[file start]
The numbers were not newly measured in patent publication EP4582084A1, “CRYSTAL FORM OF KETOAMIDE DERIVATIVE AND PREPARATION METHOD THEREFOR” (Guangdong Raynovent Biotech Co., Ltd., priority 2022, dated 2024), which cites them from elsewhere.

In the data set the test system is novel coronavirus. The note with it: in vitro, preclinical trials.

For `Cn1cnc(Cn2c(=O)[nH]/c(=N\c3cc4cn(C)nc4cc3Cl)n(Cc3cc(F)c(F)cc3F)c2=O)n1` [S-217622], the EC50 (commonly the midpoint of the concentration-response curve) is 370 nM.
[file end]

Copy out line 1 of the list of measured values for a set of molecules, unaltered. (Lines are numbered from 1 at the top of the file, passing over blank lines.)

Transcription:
The numbers were not newly measured in patent publication EP4582084A1, “CRYSTAL FORM OF KETOAMIDE DERIVATIVE AND PREPARATION METHOD THEREFOR” (Guangdong Raynovent Biotech Co., Ltd., priority 2022, dated 2024), which cites them from elsewhere.